Trying to fix a money problem when that’s really not the main issue in your relationship is like trying to change the light bulb when the fixture is burned out. It’s just not going to work! You may temporarily diffuse the issue, but it’s not a long term solution.
A little soul searching can go a long way. Before you delve into your financial issues, ask yourself these questions (your significant other should do the same):
- Do I really love my significant other?
- What do I love about my significant other? (In other words, prove it to yourself.)
- Is money really the problem, or am I using it to hide the real issue?
Once it’s been established that money really is the problem, it’s time to deal with it.
Admitting There is a Problem in the Relationship
It sounds cliché, but it is actually true. Just because you know there is a problem doesn’t mean your significant other does. You both have to be on the same page. Your significant other may think everything is fine, or they may be waiting for you to bring up the issue because they avoid confrontation like the plague (like I do).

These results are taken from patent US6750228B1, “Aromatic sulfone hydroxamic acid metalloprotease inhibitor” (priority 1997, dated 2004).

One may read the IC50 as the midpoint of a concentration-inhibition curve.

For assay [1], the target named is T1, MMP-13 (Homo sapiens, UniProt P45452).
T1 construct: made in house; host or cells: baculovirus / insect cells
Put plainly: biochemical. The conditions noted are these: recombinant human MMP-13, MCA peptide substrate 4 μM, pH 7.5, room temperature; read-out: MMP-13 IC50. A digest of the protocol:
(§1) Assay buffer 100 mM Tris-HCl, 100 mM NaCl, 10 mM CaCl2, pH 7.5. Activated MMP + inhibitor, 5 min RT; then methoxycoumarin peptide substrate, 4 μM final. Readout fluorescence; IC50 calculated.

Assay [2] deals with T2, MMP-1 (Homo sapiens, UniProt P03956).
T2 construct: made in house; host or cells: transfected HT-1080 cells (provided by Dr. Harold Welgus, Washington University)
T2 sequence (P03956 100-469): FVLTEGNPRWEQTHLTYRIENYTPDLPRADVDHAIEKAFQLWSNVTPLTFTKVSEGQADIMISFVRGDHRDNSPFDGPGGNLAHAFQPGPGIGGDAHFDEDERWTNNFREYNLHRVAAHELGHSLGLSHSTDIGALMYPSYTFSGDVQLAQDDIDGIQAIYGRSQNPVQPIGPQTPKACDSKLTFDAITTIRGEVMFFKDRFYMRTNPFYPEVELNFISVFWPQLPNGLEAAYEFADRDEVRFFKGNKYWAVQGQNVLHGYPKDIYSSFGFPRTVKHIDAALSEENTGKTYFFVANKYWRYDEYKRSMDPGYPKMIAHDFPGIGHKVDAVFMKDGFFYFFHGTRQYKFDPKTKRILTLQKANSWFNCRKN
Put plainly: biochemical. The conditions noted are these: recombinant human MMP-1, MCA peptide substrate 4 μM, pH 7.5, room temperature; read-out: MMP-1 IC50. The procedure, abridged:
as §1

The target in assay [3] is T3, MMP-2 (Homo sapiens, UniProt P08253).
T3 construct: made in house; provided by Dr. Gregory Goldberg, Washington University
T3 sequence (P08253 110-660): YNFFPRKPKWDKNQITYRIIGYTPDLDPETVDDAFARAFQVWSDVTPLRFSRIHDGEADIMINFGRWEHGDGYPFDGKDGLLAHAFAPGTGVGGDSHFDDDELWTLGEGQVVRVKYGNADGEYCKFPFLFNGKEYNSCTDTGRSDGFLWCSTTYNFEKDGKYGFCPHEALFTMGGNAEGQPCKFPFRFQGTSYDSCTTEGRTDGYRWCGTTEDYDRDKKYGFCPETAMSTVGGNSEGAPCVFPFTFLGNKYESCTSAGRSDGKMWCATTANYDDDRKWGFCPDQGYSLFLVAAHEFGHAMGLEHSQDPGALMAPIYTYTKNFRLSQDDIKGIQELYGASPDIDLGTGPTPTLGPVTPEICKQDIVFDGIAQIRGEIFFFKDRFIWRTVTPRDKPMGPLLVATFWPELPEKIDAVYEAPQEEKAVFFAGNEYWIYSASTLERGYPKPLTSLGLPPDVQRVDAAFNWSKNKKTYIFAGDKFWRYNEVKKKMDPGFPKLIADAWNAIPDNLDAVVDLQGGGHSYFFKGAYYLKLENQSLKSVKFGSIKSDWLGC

The first step is to have a conversation with your significant other and get things out in the open. This doesn’t have to be one of those touchy-feely emotional conversations (although many times they end up that way). It can simply be a “hey honey, we need to talk about our money situation.” Certain things should be covered in this conversation like:
- Why exactly are you concerned? Do you not have enough money coming in, or is it being spent too quickly?
- Do you have too many bills?
- Is either one of you buying things without talking to the other first?
- Does either one of you have a laissez faire (direct translation: let us be) attitude toward money?
- Is money a status symbol for either of you?